Now, for the reason I’m writing: I’m concerned about his embarrassing habit.  I so hate to embarrass my son, but I feel that national security is more important. I don’t want the deaths of his comrades upon my conscience, and he’s so sensitive, he might neglect to mention it.

He’s always been a sleepwalker. Once, on a camping trip, he started trying to climb a mountain in the dark in only his underwear. When his buddies tried to wake him up, he freaked out and started fighting them. They were lucky to restrain him before anyone suffered a serious fall. That was frightening, of course, but it was really weird how he yodeled the entire time.

What if he did something similar near enemy lines?

Probably the best thing you could do with him would be to re-assign him to a support position deep behind the lines. Maybe if he were put in on latrine duty? That would be a good job for someone of his limited intellectual abilities. If you must keep in with the forward infantry, may I respectfully suggest you put a leash on him and gag him at night?

I hope I can count on your discretion about all this. Whatever you do, please don’t show this letter to his buddies. I would hate for him to get teased about all this.

Thanks for your time and attention.


Mei Ling Chiang

Dear Mother,
That letter was extremely embarrasing. [sic]

And Captain Chen took it seriously! I was lucky to convince him not to transfer me to the 17th company. Also, the captian’s [sic] second-in-command/assistant saw your letter and decided to tell his freidns [sic] that embarrasing [sic] story about me climbing a mountain in my underwear. His freinds [sic] told their freinds [sic], and soon the entire COMPANY knew a garbled and far more embarrasing [sic] version of the story.

A few days later, the second-in-command resigned. He said he couldn’t bear the guilt of having told such an embarrassing story. I might have been promoted to replace him, but the captain didn’t want a complainer as his second-in-command. And that’s what he thougt [sic] I was, having read your letter. So instead of me, some guy named Ming got the position.
You’ve ruined my career. I might recover, but not while you send embarrassing letters. So try to be more tactful next time. And please, THINK IT THROUGH before you send another letter!

Your humiliated son
P.S. You never said how to make up. Also your letter was wrong about a few things. I’ll explain later.

Dear son,

Welcome to the army. I KNEW it would involve hazing and humiliation. I was just trying to teach you that lesson earlier rather than later. (Well, I HOPED I would succeed in getting you away from the front lines, but I knew that was a long shot. Public disgrace was plan B.)

You’re far better off abandoning your delusions now. It’s much better to be a clear-eyed realist when facing short rations, awful sanitation (and smells), mayhem, gore, and death. I have done you a favor, in the long run. You’ll thank me some day.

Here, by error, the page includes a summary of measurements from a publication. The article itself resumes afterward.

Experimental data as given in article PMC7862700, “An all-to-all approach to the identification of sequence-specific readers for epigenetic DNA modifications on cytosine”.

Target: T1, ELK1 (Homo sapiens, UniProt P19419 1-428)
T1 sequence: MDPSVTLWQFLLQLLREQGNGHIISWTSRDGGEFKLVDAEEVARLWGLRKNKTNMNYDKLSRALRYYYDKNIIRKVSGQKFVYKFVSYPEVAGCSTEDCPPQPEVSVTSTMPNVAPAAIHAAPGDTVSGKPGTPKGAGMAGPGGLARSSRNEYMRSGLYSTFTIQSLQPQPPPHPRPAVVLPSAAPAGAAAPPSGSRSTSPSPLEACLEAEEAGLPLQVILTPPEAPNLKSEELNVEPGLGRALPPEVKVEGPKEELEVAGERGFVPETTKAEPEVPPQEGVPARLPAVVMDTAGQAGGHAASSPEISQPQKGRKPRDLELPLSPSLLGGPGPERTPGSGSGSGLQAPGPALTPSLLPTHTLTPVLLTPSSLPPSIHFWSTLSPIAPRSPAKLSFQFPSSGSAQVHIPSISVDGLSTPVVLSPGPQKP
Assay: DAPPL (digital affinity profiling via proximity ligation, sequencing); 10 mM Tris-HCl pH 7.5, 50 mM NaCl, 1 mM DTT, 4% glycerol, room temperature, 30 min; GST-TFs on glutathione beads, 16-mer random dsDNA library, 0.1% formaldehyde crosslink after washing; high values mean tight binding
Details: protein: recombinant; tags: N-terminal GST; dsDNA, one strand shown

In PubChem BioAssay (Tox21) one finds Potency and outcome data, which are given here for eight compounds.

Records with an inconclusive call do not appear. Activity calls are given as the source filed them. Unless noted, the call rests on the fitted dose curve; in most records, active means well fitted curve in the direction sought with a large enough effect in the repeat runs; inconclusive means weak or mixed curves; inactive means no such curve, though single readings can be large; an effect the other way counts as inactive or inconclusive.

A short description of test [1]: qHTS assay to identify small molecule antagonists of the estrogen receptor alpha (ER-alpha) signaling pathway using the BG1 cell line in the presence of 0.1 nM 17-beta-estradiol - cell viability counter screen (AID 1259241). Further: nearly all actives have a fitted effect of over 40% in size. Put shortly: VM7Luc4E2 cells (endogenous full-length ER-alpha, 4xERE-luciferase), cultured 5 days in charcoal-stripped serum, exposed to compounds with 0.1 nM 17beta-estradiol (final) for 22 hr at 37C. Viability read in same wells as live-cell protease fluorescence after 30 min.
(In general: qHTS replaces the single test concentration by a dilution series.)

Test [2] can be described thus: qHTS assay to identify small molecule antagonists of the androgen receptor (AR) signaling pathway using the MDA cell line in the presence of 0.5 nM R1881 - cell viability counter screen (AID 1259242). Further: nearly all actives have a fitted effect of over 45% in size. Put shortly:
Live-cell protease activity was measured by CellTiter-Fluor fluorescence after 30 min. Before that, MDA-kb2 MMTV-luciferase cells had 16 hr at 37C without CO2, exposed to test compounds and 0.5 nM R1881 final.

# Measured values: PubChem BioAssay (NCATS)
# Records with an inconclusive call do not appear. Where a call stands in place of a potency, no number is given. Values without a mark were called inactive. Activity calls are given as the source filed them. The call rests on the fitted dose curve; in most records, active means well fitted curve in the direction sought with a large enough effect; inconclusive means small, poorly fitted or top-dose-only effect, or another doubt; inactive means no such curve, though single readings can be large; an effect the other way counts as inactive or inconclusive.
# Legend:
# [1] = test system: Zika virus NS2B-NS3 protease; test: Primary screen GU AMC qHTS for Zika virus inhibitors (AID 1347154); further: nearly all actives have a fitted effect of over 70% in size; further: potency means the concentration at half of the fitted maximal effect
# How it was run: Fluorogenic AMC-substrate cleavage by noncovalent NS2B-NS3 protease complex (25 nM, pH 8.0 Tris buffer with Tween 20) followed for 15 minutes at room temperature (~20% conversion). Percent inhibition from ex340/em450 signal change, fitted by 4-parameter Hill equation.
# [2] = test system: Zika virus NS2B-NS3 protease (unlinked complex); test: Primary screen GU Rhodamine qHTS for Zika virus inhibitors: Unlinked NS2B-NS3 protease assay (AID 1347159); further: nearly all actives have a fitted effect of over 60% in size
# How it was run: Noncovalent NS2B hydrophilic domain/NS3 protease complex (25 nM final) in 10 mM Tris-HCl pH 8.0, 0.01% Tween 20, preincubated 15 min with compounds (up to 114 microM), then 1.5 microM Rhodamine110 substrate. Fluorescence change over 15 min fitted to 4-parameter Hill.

There’s an old saying: “Eat a raw toad first thing in the morning, and nothing worse will happen to you the rest of the day.” Of course, your current embarrassment is nothing compared to siege and starvation, capture and torture, but I can’t help that. I’ve learned that I’m better off not obsessing about things I can’t control.

By the way, remember to brush your teeth every day! I don’t want my boy coming home—assuming you DO come home—with missing teeth. It would make it even harder for you to find a nice wife, which would make it harder for me to acquire grandbabies to spoil rotten. I’m trying to be positive, though. Since you’ll probably come home—assuming you DO come home, alive—missing some other body parts. A few fingers, a nose, maybe even a leg or two. Compared to that, a few missing teeth will be nothing.

Still, ANY missing body parts would make it harder for you to find a wife. And I doubt you’ll meet any nice girls in the army. That’s why I’ve taken the liberty of beginning negotiations on your behalf now. If we can get some kind of contract signed, it will be harder for Jun Kwong to wiggle out of the engagement after you return maimed. You remember Jun Kwong, right? Such a nice girl. A few years older than you, of course, but still well within child bearing years! I’m surprised nobody else has expressed an interest in marrying her; she’s so strong and truthful! She’d be a real worker, someone who could deliver a baby at noon and be back to helping you with the hay harvest three hours later. She reminds me a lot of me. SUCH a nice girl.

As to ruining your career, I don’t believe it. You might be promoted to sergeant without an education, but then you’d hit a dead end. If you wanted to be an officer, you’d need to finish school.

Now, as to how you can make it up to me that you told embarrassing stories about me to your tentmates? Are you really that dense? That letter to Captain Chen was my revenge! How do you expect to get promoted when you have no sense of strategy or tactics? Oh, right. You expect to get promoted precisely because you have NO understanding of strategy, or tactics, or realism, or how the world works. I despair, I really do.